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9139: Human rights suffer setback in Haiti (fwd)
From: radtimes <firstname.lastname@example.org>
Published Thursday, September 27, 2001
Group: Human rights suffer setback in Haiti
BY YVES COLON email@example.com
Crackdowns on fundamental freedoms are setting back human rights in Haiti,
Amnesty International warned in a report released Wednesday.
Elements of the judiciary and freedom of speech are particularly coming
under attack, nearly a decade after President Jean-Bertrand Aristide
returned to power in 1994, following a coup by the military.
"Undoubtedly, the gravity of the human rights situation in Haiti is nowhere
near that of the years following the coup," Amnesty International said.
There were marked improvements, including the disbanding of an army
notorious for human rights violations, the creation of a civilian police
force and an initial increase in freedom of expression and association.
The human rights situation has taken several steps backward in the past few
years. The organization noted that many victims of the coup are still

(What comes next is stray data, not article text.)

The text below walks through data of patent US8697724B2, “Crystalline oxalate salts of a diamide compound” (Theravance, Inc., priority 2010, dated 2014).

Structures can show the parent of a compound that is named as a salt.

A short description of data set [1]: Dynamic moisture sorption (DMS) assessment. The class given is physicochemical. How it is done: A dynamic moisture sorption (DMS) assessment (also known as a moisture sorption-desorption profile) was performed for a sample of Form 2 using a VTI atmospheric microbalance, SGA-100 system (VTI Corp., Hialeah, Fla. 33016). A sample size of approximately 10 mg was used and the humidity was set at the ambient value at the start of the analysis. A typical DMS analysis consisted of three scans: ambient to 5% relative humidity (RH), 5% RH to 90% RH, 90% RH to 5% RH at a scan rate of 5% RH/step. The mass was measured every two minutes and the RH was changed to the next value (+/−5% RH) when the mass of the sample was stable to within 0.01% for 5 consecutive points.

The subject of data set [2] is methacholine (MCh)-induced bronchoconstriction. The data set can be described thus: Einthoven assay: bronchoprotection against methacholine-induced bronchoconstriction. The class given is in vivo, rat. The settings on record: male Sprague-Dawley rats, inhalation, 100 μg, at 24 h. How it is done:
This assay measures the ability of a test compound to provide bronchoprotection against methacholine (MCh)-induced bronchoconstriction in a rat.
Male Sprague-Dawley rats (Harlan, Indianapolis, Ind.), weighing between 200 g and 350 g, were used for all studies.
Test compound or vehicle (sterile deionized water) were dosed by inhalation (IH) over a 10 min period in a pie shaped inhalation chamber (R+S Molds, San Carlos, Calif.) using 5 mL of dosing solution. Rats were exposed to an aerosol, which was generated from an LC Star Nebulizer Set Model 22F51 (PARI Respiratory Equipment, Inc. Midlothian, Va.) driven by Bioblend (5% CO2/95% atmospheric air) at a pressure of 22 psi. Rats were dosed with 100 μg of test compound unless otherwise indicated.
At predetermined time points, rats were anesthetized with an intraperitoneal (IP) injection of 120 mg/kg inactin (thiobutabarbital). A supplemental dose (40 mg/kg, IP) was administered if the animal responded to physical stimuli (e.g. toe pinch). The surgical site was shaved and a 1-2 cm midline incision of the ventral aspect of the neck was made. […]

awaiting justice and that the justice system remains largely dysfunctional.
In addition, several police stations came under attack this past
July. Politicians and their supporters are putting pressure on the
judiciary, the organization said.
In one case, Amnesty pointed out, the investigation into the April 2000
killing of journalist Jean Dominique has been hampered by threats against
judges and the refusal of public figures, often backed by crowds of angry
supporters, to respond to judicial summons ordering them to give evidence.
Freedom of expression has been attacked by those community-based
organizations that claim to belong to Aristide's party. "Fanmi Lavalas
supporters should be especially sensitive to these issues, having been
themselves the victims of extreme brutality after the coup," Amnesty
International said of the party.